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ACT in campaign mode as rain falls on fire grounds

Michael Weaver 16 January 2020
Mary's Hill fire

The Mary’s Hill fire, west of the ACT border in NSW. Photo: ESA

As rain and thunderstorms fall on fire grounds to the west and south-west of the ACT this afternoon (15 January), Emergency Services Agency (ESA) Commissioner Georgeina Whelan said the ESA will be engaged in “campaign firefighting” during the coming weeks.

While briefing the community and media during their daily updates today, both Commissioner Whelan and ACT Chief Minister Andrew Barr said their attention remains focused on a number of active fires near the ACT border, particularly the Mary’s Hill fire, west of the Namadgi National Park.

“I need to stress this is going to be a campaign of fighting this fire over the coming weeks, not days, but just how many weeks will be determined by how much rain falls in the coming three or four days,” Mr Barr said.

The Mary’s Hill fire had advanced “a few hundred metres closer” to the ACT in the last 24 hours, but still posed no immediate threat to properties.

Commissioner Whelan said the Mary’s Hill fire was “of concern” and was burning 4.8 km west of the ACT border, approximately 35.5 km from the urban interface and 32 km from the closest remote property at Uriarra.

“This fire is still burning within containment lines,” Commissioner Whelan said.

“What we want is a sustained period of rain that would give us well and truly more than 50 mm of rain over a four to five-day period. That will buy us time. It may extinguish certain areas but it would not put the fire out completely.

“For us, that is why we are talking about campaign firefighting now. It’s not to alert the community or concern the community. It’s to say the nature of the fires and the weather that is predicted means we are going to be in for the long haul of consistent application of firefighting assets to eventually extinguish these fires.”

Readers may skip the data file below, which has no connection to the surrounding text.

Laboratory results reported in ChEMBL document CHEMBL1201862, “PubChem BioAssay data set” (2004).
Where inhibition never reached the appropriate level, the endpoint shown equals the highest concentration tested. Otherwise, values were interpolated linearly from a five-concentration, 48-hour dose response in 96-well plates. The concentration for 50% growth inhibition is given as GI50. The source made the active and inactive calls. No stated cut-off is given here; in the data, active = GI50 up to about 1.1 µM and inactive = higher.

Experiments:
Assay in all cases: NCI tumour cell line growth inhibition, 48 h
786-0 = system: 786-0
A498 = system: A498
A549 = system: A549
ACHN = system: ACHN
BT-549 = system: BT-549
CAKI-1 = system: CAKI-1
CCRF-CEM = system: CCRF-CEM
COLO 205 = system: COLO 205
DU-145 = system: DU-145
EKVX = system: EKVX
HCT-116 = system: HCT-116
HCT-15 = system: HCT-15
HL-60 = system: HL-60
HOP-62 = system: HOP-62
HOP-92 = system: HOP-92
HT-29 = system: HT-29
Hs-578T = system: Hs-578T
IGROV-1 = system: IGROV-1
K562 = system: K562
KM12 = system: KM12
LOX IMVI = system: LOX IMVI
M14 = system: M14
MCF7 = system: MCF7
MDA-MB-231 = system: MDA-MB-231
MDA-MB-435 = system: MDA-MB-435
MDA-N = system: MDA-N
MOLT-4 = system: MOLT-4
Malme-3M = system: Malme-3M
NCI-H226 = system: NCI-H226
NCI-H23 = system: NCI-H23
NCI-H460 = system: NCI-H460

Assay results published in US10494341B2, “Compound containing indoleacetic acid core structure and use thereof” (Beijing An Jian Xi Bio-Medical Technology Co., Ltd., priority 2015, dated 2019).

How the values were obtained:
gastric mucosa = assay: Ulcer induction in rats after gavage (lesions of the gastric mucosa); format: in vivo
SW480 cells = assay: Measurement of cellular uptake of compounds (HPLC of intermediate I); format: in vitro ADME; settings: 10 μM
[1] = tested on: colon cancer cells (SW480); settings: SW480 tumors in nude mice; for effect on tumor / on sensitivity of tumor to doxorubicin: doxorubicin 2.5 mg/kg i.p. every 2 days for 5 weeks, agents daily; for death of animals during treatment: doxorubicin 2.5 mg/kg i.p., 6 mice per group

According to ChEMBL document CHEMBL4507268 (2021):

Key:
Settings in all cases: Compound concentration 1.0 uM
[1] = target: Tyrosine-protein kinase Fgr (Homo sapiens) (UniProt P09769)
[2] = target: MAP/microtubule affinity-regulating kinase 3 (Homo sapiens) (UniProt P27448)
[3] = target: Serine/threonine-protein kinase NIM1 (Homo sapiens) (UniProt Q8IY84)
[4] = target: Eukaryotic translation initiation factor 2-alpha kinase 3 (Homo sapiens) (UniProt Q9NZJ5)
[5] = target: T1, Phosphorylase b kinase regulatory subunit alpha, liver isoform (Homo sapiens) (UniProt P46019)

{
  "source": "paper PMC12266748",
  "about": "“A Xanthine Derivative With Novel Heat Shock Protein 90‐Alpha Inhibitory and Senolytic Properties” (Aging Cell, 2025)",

Commissioner Whelan said the best outcome with the predicted rain is for a substantial amount to fall consistently, rather than a heavy downpour that will create flash flooding and unsafe fire grounds.

“Although this is a welcome change and we will celebrate the rain if and when it falls, we still need to remain vigilant and also resilient.

“This is not the time to become complacent. Many of you have prepared your homes for a bushfire; however, it is also the time to prepare for storm activity.”

Commissioner Whelan said she had flown over many of the important cultural assets and huts in the region, some of which had been destroyed. The historic Priors Hut, on the crest of the Brindabella Range in the Namadgi National Park and Bimberi Nature Reserve, has become a strategic area of ongoing protection.

“The ACT Parks and Conservation Service continues to build on conservation strategies to help us protect our precious assets. These include establishing areas of bare earth immediately surrounding the huts and installing and activating hoses and drip systems and a water supply to support those systems,” Commissioner Whelan said.

“The heavy plant machinery that is out there is paying due respect to our land. They’re calling it ‘strategic engineering’ and ‘precision plant activity’. It is almost like a surgical movement out there in terms of the focus they have on value-adding to the very good work we’ve done, but also respecting our landscape and the flora and fauna that makes Canberra such a wonderful place to live.”

There are two other fires the ESA is keeping a close eye on.

The Adaminaby Complex fire has ACT assets supporting the NSW Rural Fire Service, which said fire activity is easing across the fire ground.

“There are still areas of active fire. Crews are undertaking backburning operations, where conditions allow. This may increase smoke across the fire ground,” the NSW RFS said.

The Dunns Road fire has remained within containment lines and is “being controlled”.

“The fire is burning south of the Hume Highway in areas around Ellerslie, south of Tumbarumba and south of Goobarragandra. Fire activity is easing across the fire ground,” the NSW RFS said.

To stay up to date with fire activity, visit Fires Near Me.


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